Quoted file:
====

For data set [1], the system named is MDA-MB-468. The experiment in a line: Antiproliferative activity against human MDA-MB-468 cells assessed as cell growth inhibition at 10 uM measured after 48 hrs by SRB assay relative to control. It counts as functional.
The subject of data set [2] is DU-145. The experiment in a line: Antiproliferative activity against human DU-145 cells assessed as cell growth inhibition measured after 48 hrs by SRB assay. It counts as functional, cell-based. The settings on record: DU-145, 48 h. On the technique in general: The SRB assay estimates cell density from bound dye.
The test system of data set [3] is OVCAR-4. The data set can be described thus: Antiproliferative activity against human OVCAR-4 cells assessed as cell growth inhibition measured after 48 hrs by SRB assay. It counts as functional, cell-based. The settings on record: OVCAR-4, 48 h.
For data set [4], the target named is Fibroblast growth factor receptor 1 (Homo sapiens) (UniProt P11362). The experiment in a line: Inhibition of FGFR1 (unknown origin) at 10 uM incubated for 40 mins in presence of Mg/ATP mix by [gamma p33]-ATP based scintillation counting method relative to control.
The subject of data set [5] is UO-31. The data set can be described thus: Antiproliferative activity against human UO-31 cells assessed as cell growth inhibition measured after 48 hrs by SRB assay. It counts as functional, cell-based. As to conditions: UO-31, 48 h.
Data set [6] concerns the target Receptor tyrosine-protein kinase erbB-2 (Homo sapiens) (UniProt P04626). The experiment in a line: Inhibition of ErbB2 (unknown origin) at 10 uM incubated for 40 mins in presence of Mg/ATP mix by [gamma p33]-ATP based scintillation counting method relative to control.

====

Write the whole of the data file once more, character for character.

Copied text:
For data set [1], the system named is MDA-MB-468. The experiment in a line: Antiproliferative activity against human MDA-MB-468 cells assessed as cell growth inhibition at 10 uM measured after 48 hrs by SRB assay relative to control. It counts as functional.
The subject of data set [2] is DU-145. The experiment in a line: Antiproliferative activity against human DU-145 cells assessed as cell growth inhibition measured after 48 hrs by SRB assay. It counts as functional, cell-based. The settings on record: DU-145, 48 h. On the technique in general: The SRB assay estimates cell density from bound dye.
The test system of data set [3] is OVCAR-4. The data set can be described thus: Antiproliferative activity against human OVCAR-4 cells assessed as cell growth inhibition measured after 48 hrs by SRB assay. It counts as functional, cell-based. The settings on record: OVCAR-4, 48 h.
For data set [4], the target named is Fibroblast growth factor receptor 1 (Homo sapiens) (UniProt P11362). The experiment in a line: Inhibition of FGFR1 (unknown origin) at 10 uM incubated for 40 mins in presence of Mg/ATP mix by [gamma p33]-ATP based scintillation counting method relative to control.
The subject of data set [5] is UO-31. The data set can be described thus: Antiproliferative activity against human UO-31 cells assessed as cell growth inhibition measured after 48 hrs by SRB assay. It counts as functional, cell-based. As to conditions: UO-31, 48 h.
Data set [6] concerns the target Receptor tyrosine-protein kinase erbB-2 (Homo sapiens) (UniProt P04626). The experiment in a line: Inhibition of ErbB2 (unknown origin) at 10 uM incubated for 40 mins in presence of Mg/ATP mix by [gamma p33]-ATP based scintillation counting method relative to control.